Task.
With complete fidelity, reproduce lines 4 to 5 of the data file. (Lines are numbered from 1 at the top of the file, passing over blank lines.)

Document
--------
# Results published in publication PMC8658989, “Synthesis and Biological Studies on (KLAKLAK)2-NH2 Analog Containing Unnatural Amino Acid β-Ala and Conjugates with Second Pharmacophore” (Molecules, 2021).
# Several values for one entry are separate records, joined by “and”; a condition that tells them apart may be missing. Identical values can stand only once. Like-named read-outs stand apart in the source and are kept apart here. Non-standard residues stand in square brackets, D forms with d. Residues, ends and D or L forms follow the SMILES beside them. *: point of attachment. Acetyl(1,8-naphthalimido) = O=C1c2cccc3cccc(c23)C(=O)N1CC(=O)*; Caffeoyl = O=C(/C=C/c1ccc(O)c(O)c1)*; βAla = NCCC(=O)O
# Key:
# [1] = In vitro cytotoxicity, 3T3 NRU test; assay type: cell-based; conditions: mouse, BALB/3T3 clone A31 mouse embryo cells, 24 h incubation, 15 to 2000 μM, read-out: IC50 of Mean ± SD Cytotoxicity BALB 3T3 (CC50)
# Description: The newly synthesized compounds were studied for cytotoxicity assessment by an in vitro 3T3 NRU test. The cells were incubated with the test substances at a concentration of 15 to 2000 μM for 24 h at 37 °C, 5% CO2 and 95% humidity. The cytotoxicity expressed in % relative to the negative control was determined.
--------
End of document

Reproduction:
# [1] = In vitro cytotoxicity, 3T3 NRU test; assay type: cell-based; conditions: mouse, BALB/3T3 clone A31 mouse embryo cells, 24 h incubation, 15 to 2000 μM, read-out: IC50 of Mean ± SD Cytotoxicity BALB 3T3 (CC50)
# Description: The newly synthesized compounds were studied for cytotoxicity assessment by an in vitro 3T3 NRU test. The cells were incubated with the test substances at a concentration of 15 to 2000 μM for 24 h at 37 °C, 5% CO2 and 95% humidity. The cytotoxicity expressed in % relative to the negative control was determined.